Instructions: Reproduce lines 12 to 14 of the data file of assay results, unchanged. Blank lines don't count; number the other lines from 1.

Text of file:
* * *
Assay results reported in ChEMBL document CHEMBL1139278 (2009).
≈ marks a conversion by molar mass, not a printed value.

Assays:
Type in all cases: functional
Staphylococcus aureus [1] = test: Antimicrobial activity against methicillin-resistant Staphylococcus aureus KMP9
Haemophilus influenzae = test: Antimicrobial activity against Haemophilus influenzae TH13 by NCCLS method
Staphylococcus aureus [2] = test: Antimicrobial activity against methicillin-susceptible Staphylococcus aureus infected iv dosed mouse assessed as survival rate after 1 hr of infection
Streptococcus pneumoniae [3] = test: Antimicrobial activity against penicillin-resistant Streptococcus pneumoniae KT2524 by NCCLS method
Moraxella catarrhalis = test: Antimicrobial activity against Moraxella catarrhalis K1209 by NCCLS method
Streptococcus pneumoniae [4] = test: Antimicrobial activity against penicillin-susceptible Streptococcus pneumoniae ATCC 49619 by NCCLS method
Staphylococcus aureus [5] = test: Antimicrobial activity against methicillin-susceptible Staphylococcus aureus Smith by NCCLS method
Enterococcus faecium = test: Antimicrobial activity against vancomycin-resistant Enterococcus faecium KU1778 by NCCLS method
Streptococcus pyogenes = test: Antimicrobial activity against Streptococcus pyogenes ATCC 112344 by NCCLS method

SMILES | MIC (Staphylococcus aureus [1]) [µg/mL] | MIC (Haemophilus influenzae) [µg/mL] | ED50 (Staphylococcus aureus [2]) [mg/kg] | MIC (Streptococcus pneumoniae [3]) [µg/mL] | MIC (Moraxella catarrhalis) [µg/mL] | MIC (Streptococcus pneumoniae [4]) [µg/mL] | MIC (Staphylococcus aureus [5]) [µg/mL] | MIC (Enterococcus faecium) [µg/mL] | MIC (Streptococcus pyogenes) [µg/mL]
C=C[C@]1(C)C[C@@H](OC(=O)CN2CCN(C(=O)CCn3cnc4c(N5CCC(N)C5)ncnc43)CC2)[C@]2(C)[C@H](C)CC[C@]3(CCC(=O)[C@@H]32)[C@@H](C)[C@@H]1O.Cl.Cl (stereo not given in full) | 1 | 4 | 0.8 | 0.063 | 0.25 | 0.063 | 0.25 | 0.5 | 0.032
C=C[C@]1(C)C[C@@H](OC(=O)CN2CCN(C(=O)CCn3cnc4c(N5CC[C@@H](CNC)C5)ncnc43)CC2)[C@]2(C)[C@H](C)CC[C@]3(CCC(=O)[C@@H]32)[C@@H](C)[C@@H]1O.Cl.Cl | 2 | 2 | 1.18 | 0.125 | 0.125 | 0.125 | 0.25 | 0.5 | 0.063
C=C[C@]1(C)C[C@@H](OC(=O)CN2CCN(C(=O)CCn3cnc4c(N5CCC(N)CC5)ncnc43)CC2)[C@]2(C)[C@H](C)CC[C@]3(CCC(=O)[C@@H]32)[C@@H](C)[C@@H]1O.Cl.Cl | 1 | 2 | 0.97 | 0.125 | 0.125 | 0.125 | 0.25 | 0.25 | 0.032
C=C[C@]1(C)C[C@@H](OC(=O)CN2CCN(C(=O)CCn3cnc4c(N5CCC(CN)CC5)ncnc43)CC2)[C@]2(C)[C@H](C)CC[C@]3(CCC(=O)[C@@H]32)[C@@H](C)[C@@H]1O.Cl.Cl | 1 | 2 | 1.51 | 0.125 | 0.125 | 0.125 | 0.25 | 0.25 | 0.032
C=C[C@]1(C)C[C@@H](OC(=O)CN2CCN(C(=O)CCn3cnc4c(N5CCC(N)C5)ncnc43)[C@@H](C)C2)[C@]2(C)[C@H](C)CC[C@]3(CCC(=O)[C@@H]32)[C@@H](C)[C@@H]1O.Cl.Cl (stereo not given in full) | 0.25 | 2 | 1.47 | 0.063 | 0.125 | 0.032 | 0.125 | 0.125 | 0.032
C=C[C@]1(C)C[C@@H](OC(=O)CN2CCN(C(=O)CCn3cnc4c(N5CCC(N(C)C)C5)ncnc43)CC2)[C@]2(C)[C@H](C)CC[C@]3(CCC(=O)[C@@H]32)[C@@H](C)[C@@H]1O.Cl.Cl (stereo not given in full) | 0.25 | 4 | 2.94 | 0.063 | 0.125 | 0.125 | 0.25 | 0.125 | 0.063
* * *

Enterococcus faecium = test: Antimicrobial activity against vancomycin-resistant Enterococcus faecium KU1778 by NCCLS method
Streptococcus pyogenes = test: Antimicrobial activity against Streptococcus pyogenes ATCC 112344 by NCCLS method

SMILES | MIC (Staphylococcus aureus [1]) [µg/mL] | MIC (Haemophilus influenzae) [µg/mL] | ED50 (Staphylococcus aureus [2]) [mg/kg] | MIC (Streptococcus pneumoniae [3]) [µg/mL] | MIC (Moraxella catarrhalis) [µg/mL] | MIC (Streptococcus pneumoniae [4]) [µg/mL] | MIC (Staphylococcus aureus [5]) [µg/mL] | MIC (Enterococcus faecium) [µg/mL] | MIC (Streptococcus pyogenes) [µg/mL]